If you've been keeping up with Surviving Kindergarten, you know that Cooper recently took his first test of the year. You also know that I was pretty anxious about it.
For me, this first test would give a true reflection of how well Cooper is understanding what's being taught in class. The test was a sight word test, identifying the words I, a, we, see, can, and the. Each day during homework time, either my husband, Cody, or I would go over these words with Cooper.
To say that was a chore would be an understatement.
Cooper would start off well, he could easily identify the words I, can, and see, since those were the first words his class began studying almost immediately after school started in August. But when it came to the other words, Cooper had more trouble. In turn, he often grew frustrated and, at times, downright refused to go on studying. When that happened, Cody and I found it was best to let Cooper take a little break, maybe get a snack or play for bit.
Sometimes we just took a break from practicing sight words and moved on to a different subject like counting and identifying numbers. Other times it just takes the other parent taking over for a bit. Cody and I have found we can't both work with Cooper on homework at the same time so we take turns each night, but if Cooper grows frustrated because he's not understanding what one of us is trying to teach him, the other usually steps in.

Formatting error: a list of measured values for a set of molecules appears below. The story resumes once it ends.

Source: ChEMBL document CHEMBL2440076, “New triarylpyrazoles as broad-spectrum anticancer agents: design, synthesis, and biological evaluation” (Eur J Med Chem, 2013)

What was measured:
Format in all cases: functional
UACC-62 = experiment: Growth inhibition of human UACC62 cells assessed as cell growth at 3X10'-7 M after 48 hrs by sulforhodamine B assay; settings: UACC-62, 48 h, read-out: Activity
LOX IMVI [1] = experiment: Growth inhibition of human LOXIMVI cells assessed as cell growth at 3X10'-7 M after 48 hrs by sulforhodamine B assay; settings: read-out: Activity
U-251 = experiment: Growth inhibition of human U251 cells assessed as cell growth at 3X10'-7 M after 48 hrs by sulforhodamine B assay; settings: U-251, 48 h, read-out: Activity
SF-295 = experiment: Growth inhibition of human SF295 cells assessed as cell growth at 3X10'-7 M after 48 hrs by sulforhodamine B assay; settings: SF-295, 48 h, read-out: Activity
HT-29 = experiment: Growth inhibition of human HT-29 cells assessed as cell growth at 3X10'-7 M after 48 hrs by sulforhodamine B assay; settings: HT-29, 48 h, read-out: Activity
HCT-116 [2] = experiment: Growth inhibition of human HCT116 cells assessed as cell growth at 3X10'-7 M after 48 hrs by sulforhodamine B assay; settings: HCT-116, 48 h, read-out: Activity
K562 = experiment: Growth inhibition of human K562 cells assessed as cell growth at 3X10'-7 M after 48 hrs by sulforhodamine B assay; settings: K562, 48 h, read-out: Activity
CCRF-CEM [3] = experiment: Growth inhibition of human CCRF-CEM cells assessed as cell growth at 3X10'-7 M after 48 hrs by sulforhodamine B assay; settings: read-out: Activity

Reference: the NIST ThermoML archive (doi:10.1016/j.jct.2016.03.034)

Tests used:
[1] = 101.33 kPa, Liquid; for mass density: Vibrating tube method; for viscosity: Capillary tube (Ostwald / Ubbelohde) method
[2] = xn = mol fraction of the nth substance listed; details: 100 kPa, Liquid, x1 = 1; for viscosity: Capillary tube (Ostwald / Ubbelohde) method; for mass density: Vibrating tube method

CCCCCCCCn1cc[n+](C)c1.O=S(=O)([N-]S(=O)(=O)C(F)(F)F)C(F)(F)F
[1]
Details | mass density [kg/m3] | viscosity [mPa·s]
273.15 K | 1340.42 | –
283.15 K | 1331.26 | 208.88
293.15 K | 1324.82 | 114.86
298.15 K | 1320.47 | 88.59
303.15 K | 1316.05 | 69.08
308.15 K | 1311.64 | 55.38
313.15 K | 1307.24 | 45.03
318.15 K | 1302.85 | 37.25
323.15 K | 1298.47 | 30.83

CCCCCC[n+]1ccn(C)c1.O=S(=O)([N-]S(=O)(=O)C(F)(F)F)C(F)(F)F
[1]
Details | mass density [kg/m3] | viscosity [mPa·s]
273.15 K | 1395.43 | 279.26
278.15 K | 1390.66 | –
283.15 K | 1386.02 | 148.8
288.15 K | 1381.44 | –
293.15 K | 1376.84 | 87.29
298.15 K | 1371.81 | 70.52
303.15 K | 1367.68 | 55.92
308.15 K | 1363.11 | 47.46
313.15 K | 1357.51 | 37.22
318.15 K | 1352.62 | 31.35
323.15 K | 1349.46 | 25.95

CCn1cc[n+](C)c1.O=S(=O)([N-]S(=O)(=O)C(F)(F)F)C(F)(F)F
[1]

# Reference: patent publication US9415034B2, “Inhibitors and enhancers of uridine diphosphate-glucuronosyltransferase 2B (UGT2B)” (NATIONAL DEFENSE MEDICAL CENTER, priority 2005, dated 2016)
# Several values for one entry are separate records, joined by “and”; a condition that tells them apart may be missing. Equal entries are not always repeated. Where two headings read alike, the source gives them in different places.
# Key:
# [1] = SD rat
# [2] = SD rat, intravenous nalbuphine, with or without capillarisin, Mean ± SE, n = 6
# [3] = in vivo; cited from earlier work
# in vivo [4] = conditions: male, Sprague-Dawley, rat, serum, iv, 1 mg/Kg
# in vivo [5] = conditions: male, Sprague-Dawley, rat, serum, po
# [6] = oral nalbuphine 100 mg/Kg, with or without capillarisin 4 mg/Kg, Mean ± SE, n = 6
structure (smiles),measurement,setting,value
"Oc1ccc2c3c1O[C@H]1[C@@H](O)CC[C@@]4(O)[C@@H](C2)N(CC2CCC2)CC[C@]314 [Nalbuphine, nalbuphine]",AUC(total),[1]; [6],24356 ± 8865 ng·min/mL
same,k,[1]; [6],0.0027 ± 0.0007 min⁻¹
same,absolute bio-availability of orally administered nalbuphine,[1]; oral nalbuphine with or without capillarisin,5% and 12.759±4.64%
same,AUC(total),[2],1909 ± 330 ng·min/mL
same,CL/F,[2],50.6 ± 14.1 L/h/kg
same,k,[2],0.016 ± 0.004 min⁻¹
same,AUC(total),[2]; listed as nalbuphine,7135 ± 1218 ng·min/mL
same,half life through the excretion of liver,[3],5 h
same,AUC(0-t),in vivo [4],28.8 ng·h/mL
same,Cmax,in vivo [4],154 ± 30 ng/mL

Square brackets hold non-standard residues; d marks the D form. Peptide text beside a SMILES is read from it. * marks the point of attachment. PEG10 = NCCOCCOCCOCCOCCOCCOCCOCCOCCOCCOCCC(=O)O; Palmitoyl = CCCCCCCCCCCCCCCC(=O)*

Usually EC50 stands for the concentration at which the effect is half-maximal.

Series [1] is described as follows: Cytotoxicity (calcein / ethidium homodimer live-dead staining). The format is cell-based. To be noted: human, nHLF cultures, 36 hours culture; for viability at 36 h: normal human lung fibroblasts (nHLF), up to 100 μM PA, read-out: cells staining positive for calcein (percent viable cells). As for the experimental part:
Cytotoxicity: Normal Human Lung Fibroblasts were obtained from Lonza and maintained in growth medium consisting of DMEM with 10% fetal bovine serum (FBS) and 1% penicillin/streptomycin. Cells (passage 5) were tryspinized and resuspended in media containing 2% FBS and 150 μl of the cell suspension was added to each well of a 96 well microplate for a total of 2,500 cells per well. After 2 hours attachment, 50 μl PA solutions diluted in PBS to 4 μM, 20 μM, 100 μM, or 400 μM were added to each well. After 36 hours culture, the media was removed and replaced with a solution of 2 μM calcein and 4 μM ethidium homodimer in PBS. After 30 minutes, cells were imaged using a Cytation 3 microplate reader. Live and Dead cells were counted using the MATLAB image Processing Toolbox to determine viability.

Anyway, back on the subject of Cooper's test results. Cooper's school grades on a 10-point scale, so anything 90 and above is an A, 80 and above is a B, 70 and above is a C, and so on and so on.
Cooper received a score of 73, a C.
Personally, I'm thrilled!
He got a C! Not a D or an F, but a C!
Most parents, including my own, wouldn't have been too thrilled about a C score on a test. Most parents also aren't told that their child will probably fail his first year of kindergarten before he actually began kindergarten. Cody and I are not most parents. We were honestly preparing for the worst, because that's what the “experts” have told us to expect. Well, “experts,” you were wrong.
We know it's only going to get tougher. We know we're going to have to work even harder than before. But with that C, Cooper proved that, despite his struggles, he's trying. He's not letting his cognitive delays get the best of him. That's why, in our eyes, that score of 73 is just as perfect as a score of 100.
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